Hi hello I’m back!
It’s way too late to say happy new year, so I’ll just get to it. I mentioned at the end of last year that for the past several months, I’ve refocused my creative efforts on things other than the blog. It makes me sad, but the ending credits will start rolling soon, and with them the closure that there are other things to work on.
That said, I still need a place to keep my recipes intact and remember wtf I be making, soooooooo here we are. Let’s talk about milk bread.
Milk bread is by far the most superior bread in all the land. It’s ridiculously soft and fluffy and more versatile than you think. Growing up, milk bread toast was one of my favorite things to order at the Hong Kong dessert cafes in San Mateo. Topped with ice cream, Nutella, condensed milk, and sometimes all three (!), it’s a teenage girl’s dream (and secretly still my dream but I don’t have the metabolism to eat that kind of decadence everyday).
Since we’re all working from home indefinitely because of #coronavirus, I’ve been tweaking and tweaking until I finally created the Hokkaido milk bread rolls of my teenage dreams. A lot of rolls were tested and eaten in the process, but the result is a solid recipe that I can share with y’all.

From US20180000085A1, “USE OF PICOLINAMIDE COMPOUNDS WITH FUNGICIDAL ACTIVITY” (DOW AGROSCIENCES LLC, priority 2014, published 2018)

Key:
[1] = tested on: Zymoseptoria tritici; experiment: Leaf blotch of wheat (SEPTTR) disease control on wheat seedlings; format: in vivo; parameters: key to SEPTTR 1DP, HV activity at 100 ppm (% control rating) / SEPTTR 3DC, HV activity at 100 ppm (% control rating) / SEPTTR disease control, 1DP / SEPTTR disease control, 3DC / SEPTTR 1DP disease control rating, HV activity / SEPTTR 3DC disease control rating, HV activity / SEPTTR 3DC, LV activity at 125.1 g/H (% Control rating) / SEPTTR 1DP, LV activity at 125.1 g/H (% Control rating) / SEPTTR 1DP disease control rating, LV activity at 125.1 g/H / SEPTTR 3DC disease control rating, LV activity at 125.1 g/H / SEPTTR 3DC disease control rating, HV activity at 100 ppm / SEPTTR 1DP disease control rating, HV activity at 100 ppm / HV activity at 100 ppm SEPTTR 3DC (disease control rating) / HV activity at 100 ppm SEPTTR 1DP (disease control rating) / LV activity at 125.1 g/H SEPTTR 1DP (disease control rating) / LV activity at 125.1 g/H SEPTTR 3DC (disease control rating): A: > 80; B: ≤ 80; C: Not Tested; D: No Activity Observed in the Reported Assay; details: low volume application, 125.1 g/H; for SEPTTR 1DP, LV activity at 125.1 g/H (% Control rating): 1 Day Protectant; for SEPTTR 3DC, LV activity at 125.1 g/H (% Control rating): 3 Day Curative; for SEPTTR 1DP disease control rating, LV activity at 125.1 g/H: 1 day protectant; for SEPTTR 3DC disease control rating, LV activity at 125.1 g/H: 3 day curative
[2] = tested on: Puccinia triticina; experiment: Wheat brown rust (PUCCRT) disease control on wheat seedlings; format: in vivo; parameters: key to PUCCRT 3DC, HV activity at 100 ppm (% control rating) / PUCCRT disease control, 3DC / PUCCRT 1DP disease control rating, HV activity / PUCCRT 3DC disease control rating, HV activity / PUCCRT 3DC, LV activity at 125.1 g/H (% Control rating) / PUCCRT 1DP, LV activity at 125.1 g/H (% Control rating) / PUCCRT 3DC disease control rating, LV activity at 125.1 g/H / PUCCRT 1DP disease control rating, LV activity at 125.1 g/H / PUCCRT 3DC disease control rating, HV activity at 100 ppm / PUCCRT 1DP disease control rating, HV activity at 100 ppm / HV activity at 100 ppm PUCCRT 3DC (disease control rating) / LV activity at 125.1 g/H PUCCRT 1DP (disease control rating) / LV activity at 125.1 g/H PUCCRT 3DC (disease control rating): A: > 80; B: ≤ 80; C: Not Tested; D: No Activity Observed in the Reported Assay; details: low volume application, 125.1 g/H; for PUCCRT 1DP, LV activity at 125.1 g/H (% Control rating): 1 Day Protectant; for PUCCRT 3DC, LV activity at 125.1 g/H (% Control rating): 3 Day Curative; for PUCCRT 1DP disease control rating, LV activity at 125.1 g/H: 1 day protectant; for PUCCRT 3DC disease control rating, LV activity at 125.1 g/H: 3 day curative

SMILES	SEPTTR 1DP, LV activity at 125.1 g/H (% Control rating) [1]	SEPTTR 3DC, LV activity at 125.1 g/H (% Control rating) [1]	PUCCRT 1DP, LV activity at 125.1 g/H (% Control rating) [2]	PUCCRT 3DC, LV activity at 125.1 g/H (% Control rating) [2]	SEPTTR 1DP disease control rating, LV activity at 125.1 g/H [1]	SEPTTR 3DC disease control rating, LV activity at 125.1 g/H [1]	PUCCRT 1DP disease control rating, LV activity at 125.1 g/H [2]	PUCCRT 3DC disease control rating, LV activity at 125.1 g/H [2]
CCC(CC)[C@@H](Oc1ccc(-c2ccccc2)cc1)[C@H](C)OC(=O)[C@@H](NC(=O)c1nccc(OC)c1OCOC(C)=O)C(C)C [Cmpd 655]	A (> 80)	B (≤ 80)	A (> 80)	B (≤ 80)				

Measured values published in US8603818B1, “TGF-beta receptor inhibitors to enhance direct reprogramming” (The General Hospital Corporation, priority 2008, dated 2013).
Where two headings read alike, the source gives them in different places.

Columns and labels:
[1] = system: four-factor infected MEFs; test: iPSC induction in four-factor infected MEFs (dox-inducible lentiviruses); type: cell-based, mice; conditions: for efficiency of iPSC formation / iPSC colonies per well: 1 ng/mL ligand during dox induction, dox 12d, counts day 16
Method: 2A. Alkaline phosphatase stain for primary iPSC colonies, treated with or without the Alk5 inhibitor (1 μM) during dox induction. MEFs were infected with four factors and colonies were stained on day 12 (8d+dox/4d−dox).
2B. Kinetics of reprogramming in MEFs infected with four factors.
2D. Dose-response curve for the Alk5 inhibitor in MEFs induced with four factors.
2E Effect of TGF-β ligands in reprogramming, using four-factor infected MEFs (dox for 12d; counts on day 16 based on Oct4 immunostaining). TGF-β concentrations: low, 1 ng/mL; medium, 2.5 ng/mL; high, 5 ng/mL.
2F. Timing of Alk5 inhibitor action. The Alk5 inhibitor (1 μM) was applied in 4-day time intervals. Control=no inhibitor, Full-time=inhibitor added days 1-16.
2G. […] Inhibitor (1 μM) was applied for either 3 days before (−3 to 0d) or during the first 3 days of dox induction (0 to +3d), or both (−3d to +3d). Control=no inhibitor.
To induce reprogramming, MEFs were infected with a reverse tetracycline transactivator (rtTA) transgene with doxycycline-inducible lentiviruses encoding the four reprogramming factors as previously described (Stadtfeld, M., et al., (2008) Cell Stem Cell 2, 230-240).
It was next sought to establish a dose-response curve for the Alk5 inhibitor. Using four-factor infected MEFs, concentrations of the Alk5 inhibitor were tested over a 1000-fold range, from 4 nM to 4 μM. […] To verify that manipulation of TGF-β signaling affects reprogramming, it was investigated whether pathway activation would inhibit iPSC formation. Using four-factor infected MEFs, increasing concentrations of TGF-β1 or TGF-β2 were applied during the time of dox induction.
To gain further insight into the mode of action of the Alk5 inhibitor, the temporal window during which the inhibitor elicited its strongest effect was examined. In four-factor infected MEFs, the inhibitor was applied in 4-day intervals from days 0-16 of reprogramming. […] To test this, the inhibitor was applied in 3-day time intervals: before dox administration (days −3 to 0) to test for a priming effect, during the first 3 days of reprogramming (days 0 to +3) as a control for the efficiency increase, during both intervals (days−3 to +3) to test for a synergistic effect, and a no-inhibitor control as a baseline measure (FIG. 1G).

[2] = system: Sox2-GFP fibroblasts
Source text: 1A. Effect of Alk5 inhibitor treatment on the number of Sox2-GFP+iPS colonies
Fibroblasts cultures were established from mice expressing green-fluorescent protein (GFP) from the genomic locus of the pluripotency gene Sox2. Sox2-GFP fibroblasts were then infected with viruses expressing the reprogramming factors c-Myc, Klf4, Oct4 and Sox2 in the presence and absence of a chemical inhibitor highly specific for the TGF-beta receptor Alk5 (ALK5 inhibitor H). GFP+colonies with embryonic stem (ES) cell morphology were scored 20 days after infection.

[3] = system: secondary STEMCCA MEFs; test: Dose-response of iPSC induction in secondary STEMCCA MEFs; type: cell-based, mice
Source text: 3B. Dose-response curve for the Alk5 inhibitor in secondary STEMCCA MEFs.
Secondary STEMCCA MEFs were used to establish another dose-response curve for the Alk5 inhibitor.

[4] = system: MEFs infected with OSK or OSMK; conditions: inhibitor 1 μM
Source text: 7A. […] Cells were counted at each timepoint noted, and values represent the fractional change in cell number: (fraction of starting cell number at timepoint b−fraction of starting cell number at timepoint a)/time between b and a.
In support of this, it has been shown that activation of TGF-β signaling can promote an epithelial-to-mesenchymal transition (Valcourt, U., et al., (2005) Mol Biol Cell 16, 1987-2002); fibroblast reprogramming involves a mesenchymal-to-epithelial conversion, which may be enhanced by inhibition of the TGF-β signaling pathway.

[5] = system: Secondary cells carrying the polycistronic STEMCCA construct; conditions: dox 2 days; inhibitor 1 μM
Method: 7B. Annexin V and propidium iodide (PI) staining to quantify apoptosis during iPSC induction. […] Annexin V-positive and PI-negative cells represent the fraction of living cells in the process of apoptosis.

A few notes about these Hokkaido milk bread rolls:
- Make sure your yeast is fresh and active or it won’t work. Using the technique I describe in the recipe, you’ll be able to find out and work accordingly.
- Chill your dough overnight for maximum gluten development, aka more chew, which I know you want.
- Don’t add more flour to the dough unless you really can’t work with it. More flour = dry ass bread.
- I honestly fill my rolls which whatever leftovers I have in the apartment. This time, it was leftover pâte de pistache from Paris. But cinnamon/sugar, Nutella, chocolate chips—it’s all fair game.